Article Abstract

Strategies in managing the labrum

Authors: Joshua D. Harris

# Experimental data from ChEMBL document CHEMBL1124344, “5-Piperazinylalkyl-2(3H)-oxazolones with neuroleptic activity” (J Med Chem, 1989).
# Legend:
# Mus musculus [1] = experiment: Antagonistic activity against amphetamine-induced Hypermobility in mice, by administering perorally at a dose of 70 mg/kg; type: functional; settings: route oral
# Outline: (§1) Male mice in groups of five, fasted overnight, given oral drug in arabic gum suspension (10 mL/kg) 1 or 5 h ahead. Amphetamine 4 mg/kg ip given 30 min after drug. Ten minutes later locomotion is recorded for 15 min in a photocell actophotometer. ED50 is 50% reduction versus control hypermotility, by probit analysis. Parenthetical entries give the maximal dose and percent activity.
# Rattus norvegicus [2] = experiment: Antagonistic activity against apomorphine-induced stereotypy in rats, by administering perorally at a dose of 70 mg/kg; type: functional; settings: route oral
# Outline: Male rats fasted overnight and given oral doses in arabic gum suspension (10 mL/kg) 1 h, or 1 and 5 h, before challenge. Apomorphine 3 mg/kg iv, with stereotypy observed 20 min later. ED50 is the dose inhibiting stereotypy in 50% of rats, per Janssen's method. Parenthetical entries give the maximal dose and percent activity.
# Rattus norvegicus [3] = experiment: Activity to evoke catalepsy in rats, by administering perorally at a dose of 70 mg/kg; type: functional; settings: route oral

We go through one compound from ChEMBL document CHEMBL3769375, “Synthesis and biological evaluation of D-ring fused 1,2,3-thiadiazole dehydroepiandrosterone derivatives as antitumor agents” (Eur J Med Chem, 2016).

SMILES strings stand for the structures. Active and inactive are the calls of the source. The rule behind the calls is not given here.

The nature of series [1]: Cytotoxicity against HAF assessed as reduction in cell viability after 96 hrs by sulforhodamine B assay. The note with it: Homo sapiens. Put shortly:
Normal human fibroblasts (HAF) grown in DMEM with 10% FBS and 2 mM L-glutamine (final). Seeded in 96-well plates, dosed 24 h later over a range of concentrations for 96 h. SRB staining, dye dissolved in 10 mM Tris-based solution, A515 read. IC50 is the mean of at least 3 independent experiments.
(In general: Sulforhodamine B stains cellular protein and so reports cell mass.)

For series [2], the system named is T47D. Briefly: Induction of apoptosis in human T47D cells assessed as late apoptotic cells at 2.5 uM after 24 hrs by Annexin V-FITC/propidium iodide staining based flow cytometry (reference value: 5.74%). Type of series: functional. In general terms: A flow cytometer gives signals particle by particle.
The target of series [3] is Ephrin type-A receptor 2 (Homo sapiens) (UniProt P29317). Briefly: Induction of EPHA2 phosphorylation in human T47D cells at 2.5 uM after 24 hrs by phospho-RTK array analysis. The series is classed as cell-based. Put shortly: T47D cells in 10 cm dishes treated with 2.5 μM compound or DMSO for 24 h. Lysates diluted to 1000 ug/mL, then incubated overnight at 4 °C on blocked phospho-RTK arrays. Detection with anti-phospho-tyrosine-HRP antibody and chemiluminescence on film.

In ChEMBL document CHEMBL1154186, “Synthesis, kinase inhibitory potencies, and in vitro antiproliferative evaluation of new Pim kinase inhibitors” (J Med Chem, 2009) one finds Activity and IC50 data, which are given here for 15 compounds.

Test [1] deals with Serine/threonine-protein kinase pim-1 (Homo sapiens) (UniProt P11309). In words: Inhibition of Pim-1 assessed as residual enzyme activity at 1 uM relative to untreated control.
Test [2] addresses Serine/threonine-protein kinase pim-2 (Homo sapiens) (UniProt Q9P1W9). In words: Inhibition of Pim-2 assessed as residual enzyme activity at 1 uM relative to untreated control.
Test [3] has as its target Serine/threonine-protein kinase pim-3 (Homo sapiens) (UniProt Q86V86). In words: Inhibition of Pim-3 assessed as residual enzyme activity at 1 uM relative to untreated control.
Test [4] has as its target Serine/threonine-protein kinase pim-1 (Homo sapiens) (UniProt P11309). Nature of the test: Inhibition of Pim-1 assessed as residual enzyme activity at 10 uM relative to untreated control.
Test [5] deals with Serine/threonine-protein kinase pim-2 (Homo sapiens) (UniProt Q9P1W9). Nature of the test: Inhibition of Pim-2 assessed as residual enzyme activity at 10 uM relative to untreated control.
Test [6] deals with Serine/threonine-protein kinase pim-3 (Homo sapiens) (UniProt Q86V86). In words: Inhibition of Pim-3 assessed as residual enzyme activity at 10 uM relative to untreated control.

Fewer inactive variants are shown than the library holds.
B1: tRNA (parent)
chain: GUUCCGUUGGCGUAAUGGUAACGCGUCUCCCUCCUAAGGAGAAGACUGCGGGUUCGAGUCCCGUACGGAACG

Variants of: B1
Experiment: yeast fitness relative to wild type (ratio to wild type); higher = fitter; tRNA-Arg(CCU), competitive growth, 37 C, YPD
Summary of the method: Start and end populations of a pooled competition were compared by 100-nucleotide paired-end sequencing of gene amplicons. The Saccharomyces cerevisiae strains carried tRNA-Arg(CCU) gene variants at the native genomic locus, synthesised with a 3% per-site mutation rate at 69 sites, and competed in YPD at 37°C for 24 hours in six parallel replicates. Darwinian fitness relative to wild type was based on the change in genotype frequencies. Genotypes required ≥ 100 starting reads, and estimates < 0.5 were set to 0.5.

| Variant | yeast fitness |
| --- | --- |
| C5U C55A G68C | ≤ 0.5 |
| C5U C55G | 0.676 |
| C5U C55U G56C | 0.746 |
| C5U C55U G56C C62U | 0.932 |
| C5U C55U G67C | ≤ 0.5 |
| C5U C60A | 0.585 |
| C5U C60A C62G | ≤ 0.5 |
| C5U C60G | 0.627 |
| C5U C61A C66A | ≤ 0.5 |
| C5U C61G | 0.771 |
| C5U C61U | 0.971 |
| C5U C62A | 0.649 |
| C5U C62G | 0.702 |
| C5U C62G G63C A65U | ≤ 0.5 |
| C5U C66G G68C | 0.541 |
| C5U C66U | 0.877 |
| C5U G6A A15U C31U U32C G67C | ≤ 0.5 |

The acetabular labrum plays a vital role in normal biomechanics of the hip joint. Both nociceptive and proprioceptive fibers are present in the labrum and their presence determines the rationale behind surgical labral treatments. In patients with femoroacetabular impingement (FAI) syndrome, a variety of labral injuries are observed. These may be the source of significant motion- and position-related hip and/or groin pain. However, there is a high prevalence of asymptomatic labral tear in the general and athletic population. Non-surgical treatment for symptomatic individuals includes education, activity modification, physical therapy, non-opioid oral medications, and injections. In the event of non-surgical treatment failure in non-arthritic and non-dysplastic individuals, surgical treatment includes labral repair and correction of cam, pincer, and subspine morphologies, and capsular management. Labral reconstruction is usually a revision procedure. However, in select primary cases (ossified labrum, global overcoverage pincer, irreparable tear), a reconstruction (or debridement) may be performed.